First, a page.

Any mum who’s tried to keep their career in tact after having children will tell you it’s no mean feat.
Between the extra long days, the worries people think you’re not taking your job seriously and the guilt that comes from working overtime and not feeling present enough for your child, it’s A Lot.
A new piece of research has seen mums open up about the difficulties – and sometimes impossibilities – of juggling work and motherhood.
Some mums had to choose lower-paid roles or less appealing organisations because they offered flexibility or were closer to home or childcare, while others spoke of having to limit their career development and work in roles that didn’t allow them to use their skills or achieve their full potential.
One interviewee was forced to quit their job after contractual conditions stipulated their only option was to return to work full-time after maternity leave.
Mums are being forced out of work in their droves because of sky-high childcare costs and lack of flexible work opportunities.
This time last year, a survey of almost 27,000 parents with young children found the cost of childcare had driven 43% of mums to consider leaving their jobs.
The sad reality is that women are not just considering this – many do leave. A staggering 84% of the 1.75 million people who’ve given up work to care for their family are women, according to ONS data.
Childcare costs have risen by 16% in the last four years while access to part time working and flexible hours has decreased since 2020, according to the charity Pregnant Then Screwed.
It’s led some mums – like Anna Whitehouse, aka Mother Pukka – to try and tackle the issue themselves. Whitehouse and flexible work activist Tim Grimes recently launched WorkYourWay to match workers with flexible work.
Helen Sachdev, director of WOMBA, said: “Too often, working mums are forced to make the tough choice between career and caring because they’ve been denied flexible working, decent parental leave and affordable childcare.
“The barriers facing mums and dads as they transition from worker to working parent are ones that threaten decades of progress on gender equality.”
Two of the biggest themes from WOMBA’s research were the struggle some mothers faced in balancing their roles as a worker and parent, as well as feeling the need to conceal their parental identity at work through fear of judgement.
For many mothers, balance is simply not something they feel they have in their lives. One mum described how when she returned to work after maternity leave, she went from spending 24 hours a day with her child to less than an hour per day in some cases, due to having to fly between Scotland and London for meetings.
“It’s quite hard for a person to go from being off and spending literally 24 hours a day with your baby to, on some days, half an hour a day,” she said. The day before she took part in the interview she had to leave the house at 5am and was back home by 9pm, so she didn’t see her baby at all.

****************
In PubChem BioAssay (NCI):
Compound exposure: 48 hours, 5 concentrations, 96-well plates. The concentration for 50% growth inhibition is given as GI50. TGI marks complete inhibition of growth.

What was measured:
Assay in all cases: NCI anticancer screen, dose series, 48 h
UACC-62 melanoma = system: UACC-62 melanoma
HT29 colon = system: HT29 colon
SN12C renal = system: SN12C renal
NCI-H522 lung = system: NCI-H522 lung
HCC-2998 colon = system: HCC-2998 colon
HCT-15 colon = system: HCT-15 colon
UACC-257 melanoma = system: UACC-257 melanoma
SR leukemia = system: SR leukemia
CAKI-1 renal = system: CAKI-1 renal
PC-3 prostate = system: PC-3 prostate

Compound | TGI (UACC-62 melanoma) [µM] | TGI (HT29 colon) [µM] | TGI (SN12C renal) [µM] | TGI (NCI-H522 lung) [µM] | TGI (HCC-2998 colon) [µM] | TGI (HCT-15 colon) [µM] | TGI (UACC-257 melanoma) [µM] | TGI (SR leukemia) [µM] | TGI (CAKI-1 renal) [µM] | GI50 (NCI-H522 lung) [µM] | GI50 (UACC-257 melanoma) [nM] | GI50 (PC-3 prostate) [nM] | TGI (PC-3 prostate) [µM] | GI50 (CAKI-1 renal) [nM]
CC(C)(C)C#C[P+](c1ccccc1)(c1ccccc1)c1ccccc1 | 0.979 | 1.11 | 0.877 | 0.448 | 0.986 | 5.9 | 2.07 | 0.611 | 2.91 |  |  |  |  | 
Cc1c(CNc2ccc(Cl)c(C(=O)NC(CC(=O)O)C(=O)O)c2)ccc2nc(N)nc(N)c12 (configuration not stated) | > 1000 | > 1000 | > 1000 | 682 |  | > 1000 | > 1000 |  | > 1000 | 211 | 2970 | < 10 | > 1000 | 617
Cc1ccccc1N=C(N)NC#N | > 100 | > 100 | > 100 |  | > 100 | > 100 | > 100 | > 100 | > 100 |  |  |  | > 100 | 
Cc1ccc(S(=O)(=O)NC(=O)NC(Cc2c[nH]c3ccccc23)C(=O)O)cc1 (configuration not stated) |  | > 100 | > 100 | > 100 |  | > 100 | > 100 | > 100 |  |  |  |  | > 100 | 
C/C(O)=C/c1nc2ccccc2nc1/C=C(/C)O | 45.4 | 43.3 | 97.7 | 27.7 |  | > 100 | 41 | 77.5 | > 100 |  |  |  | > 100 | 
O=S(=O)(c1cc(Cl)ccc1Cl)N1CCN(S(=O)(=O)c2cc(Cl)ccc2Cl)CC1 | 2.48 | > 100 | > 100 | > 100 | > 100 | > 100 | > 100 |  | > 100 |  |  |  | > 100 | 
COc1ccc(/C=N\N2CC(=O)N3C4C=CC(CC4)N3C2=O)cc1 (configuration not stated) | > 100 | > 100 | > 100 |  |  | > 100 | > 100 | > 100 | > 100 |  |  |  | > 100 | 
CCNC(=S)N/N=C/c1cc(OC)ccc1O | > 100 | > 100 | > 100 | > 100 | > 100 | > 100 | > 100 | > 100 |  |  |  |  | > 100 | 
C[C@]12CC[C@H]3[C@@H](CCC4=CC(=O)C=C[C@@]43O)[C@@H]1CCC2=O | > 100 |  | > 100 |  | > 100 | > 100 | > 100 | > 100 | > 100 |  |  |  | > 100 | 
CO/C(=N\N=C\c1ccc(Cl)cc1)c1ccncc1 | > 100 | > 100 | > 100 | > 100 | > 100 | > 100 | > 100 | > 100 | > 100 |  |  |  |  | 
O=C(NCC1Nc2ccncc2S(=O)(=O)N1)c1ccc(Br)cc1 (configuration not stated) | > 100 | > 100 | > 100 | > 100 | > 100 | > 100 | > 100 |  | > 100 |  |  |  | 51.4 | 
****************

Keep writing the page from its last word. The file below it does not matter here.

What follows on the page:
The report revealed it wasn’t unheard of for mums to start their day at 5am and finish at 11pm to squeeze it all in.
Another mum, whose child attends nursery full-time, described a sense of guilt as she spends less time with her child than she would like – something many parents will relate to.
Some mothers felt the need to restrict their identity at work to minimise the negative impact on their career, because they feared being judged as incompetent or incapable.
One mum said: “There’s a perception that I’ve gone from being someone who really cared and was good at work to someone who doesn’t care. And that’s really not true. I love my job.”
Another described how it was important to her that her colleagues still thought of her as a reliable and competent colleague. She felt she’d always been able to manage that but it had become “trickier” since having a child.
This mum felt her colleagues didn’t necessarily see her in the same way now she was a parent. “I think that I’ve just always imagined that you could be all these things,” she said.
“It’s become clear to me that it’s not possible to work a million hours a week and be ever present for your child… you can’t be those things and I find it dissatisfying that you have to choose.”
While there are many challenges mums face when it comes to heading back to work, that’s not to say it’s always a negative experience.
One mum said: “I wanted to believe that it was possible to be a working mum at a high level in an organisation, and be a really amazing, excellent mum. And I still believe that that’s possible.”
Other mums chose roles that, whilst less ambitious, involved less stress, more support, and greater flexibility. One mother was happy to make the choice of working as a technician, rather than a postdoctoral researcher with demanding targets, in order to focus on her family.
While some were disappointed at having to change jobs for greater flexibility, others were proud of the choices they’d made and felt confident they wouldn’t regret them in the future.
“I think what I’m doing is the right thing in the long term,” said one of the study participants. “I think I’ll never regret spending time with my children. And I might regret it if I chose to go back to work five days a week now.
“What I’m telling myself is that I am in this period of my life now where I am going to have to devote quite a lot to children. And that’s just the way it is. And hopefully, that’s something that I’ll be really proud of down the track.”